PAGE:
Burdock Root which is known by many names such as Hardock, Hareburr, Turkey Burrseed, Great Burr, Cocklebur, Beggars Buttons, Cockle Buttons, Lappa, Bardane, Thorny Burr, Fox’s Clote, Love Leaves, Personata, Clotbur, Happy Major is well known for its cosmetic uses and lesser known as a medicinal herb nowdays – It was not always so…..
Burdock Root Constituents and Uses:-
Burdock Root contains flavonoids and many antibacterial substances such as arctiol, fukinone and taraxasterol and are mildly laxative, mildly diuretic, and depurative in that order.
Burdock Root is a valuable remedy for the treatment of dry and scaly skin conditions such as psoriasis and eczema. It cleanses the blood, and should be used gently over a period of time. It may be used as part of a wider treatment for rheumatic complaints.
An infusion of Burdock Root may be applied to cracks, grazes, chapped skin and insect bites. It has an antimicrobial action which has been attributed to the polyacetylenes in the plant. This explains its reputation for treating toxic conditions resulting in skin eruptions such as boils; it is also useful in treating acne. An extract of the root called (not all that surprisingly) Burdock Root Oil is used to stimulate hair growth in cases of alopoecia with some noted success.
Burdock’s reaction is through bitter stimulation of the digestive juices and bile secretion and it will thus aid digestion and stimulate the appetite. It has been used in cases of anorexia nervosa and similar conditions. It can also aid kidney function. Its antimicrobial property, together with its diuretic action makes it useful for treating cystitis. Both the roots and leaves can be used to treat rheumatism and gout because they encourage the elimination of uric acid via the kidneys.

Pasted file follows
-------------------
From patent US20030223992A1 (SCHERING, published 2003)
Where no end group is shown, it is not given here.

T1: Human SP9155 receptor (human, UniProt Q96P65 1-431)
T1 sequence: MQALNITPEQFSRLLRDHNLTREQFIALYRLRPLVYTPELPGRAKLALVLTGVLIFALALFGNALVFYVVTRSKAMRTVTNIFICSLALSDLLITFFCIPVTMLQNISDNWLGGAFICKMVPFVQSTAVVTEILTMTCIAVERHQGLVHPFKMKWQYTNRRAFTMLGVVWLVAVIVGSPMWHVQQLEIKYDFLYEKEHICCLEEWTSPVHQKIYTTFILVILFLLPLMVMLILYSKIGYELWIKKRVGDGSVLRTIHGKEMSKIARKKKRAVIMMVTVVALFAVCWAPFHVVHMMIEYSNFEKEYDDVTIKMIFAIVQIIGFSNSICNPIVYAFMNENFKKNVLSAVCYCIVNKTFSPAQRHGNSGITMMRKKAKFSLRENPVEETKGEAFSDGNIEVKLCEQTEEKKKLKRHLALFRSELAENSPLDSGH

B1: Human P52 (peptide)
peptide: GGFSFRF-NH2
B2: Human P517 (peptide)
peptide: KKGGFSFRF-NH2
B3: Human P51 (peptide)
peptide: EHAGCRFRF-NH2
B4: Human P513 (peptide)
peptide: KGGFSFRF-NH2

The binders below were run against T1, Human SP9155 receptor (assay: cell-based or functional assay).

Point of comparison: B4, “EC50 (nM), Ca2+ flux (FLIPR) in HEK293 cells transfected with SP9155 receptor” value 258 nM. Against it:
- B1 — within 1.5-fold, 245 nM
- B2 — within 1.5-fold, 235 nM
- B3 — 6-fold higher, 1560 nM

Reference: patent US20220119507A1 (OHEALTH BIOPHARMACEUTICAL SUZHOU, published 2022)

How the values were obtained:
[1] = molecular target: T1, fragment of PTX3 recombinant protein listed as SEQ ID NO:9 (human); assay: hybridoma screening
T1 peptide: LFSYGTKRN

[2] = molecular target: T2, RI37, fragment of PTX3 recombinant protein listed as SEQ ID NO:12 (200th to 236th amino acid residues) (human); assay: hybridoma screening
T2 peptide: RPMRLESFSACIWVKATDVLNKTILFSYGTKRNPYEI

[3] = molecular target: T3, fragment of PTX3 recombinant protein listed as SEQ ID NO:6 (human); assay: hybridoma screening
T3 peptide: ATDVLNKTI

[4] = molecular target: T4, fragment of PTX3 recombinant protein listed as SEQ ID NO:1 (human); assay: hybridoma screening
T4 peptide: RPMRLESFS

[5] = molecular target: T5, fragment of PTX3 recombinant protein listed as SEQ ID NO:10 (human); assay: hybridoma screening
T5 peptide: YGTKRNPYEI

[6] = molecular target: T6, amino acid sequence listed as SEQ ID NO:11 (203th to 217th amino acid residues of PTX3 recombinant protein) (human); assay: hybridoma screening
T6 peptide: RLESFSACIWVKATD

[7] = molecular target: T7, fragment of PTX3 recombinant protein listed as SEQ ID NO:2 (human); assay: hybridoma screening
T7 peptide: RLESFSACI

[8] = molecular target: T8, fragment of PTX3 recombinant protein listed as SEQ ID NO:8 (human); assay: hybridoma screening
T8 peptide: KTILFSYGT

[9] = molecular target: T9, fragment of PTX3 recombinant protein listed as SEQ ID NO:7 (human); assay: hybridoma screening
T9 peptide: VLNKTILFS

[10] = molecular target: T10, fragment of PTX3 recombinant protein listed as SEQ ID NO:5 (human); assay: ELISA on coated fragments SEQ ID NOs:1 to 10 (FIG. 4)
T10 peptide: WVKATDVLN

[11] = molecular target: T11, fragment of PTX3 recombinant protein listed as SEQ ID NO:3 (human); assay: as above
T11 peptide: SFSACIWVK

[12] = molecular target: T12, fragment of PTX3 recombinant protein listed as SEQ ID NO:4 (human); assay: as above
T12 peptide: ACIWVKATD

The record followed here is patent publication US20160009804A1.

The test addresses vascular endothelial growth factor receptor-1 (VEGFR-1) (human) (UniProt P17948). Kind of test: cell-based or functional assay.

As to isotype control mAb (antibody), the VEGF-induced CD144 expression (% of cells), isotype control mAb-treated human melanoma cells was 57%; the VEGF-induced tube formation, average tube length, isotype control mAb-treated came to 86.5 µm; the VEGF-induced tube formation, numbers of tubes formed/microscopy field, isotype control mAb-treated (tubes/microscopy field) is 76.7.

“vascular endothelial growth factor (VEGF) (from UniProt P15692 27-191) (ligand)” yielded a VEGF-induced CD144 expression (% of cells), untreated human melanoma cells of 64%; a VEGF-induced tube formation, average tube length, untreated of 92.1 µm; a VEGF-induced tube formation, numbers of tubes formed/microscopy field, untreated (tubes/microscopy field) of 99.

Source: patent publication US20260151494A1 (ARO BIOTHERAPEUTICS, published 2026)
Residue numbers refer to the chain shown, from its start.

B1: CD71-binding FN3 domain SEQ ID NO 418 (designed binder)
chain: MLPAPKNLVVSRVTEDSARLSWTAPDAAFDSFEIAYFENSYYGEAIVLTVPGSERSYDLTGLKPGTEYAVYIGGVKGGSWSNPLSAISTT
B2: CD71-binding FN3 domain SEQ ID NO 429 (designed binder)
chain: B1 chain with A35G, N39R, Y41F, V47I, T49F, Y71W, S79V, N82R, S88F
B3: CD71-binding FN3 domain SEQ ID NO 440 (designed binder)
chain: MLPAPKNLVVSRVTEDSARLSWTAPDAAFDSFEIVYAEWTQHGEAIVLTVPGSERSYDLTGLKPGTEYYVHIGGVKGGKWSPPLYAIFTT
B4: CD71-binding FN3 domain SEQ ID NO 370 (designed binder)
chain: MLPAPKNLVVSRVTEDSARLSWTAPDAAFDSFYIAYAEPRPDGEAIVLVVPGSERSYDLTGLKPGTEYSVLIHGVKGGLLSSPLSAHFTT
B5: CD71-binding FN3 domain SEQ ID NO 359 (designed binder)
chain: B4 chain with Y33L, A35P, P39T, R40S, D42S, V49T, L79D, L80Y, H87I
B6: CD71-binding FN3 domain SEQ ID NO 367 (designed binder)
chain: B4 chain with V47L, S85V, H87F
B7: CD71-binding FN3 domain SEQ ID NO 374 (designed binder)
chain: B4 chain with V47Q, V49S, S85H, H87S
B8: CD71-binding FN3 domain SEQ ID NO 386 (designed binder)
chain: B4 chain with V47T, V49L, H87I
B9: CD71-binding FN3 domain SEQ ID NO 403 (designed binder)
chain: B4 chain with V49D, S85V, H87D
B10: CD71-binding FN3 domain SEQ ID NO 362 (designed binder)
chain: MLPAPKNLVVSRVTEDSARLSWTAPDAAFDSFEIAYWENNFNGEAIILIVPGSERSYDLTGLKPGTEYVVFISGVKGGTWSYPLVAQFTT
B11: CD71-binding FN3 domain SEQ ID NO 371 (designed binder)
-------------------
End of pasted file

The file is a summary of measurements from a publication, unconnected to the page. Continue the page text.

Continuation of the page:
Externally it may be used as a cold compress or poultice to speed up the healing of wounds and ulcers. Eczema and psoriasis may also be managed effectively in this way.
Burdock Root is particularly susceptible to a harmless to human grub and a fungus. Given that we have not experienced any really cold winters for some years which would normally kill them off the result is that the entire European crop is liable to show some grub or fungal activity. This is usually evident when the storage conditions are just right to activate the fungus or hatch the grubs which is why we say on the label not to store in a kitchen ( which has unavoidable temperature variants) and to do so in a sterilised jar at a constant low temperature.
Our stock is kept refrigerated
This product is certified organic and not irradiated, in any way so it may show signs of grub or fungal damage if not kept at a constant low temperature and in a sterilised container.
We are reluctant to abandon our principles and sell only Burdock Root which has been irradiated or treated with pesticide but we may well be forced to stop supplying the product completely if instructions for storage are ignored.
Burdock Root in powdered form can be found here